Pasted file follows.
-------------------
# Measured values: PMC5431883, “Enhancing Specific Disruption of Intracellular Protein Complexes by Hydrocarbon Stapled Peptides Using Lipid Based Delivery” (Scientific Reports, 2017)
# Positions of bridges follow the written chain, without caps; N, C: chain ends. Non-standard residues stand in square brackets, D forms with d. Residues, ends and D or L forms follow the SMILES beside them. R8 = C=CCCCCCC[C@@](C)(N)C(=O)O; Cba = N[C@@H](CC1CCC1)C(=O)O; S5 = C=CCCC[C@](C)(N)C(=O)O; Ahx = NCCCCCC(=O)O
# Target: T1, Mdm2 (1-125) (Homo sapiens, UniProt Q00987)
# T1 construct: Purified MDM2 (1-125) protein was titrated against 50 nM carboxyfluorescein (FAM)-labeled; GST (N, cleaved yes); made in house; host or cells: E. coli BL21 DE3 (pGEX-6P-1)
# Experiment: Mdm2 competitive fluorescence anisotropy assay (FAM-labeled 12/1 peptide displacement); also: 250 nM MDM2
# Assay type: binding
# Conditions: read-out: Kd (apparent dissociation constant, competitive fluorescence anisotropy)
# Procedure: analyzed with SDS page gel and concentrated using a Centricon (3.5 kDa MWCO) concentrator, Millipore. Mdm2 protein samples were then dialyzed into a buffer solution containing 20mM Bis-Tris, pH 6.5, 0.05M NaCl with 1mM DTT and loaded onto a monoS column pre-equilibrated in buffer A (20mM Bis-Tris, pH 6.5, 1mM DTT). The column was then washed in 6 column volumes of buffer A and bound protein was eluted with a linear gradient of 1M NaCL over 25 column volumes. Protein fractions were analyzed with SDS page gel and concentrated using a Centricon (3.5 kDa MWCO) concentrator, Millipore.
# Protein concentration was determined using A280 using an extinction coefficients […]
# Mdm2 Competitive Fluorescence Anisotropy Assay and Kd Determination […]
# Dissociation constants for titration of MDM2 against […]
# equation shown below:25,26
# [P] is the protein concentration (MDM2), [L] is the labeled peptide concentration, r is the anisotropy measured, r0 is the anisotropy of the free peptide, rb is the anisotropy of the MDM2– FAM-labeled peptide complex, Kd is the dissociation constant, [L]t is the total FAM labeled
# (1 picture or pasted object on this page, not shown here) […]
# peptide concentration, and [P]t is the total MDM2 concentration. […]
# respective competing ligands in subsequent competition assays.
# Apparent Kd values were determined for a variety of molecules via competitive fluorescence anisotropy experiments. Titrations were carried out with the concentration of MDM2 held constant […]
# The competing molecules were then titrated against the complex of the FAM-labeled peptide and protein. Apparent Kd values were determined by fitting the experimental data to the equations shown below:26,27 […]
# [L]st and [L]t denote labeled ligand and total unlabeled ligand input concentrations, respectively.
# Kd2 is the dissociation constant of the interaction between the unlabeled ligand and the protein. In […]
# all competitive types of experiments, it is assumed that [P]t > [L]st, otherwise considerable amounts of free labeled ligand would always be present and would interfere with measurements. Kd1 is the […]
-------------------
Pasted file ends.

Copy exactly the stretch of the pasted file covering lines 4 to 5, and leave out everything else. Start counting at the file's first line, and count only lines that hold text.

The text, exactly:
# T1 construct: Purified MDM2 (1-125) protein was titrated against 50 nM carboxyfluorescein (FAM)-labeled; GST (N, cleaved yes); made in house; host or cells: E. coli BL21 DE3 (pGEX-6P-1)
# Experiment: Mdm2 competitive fluorescence anisotropy assay (FAM-labeled 12/1 peptide displacement); also: 250 nM MDM2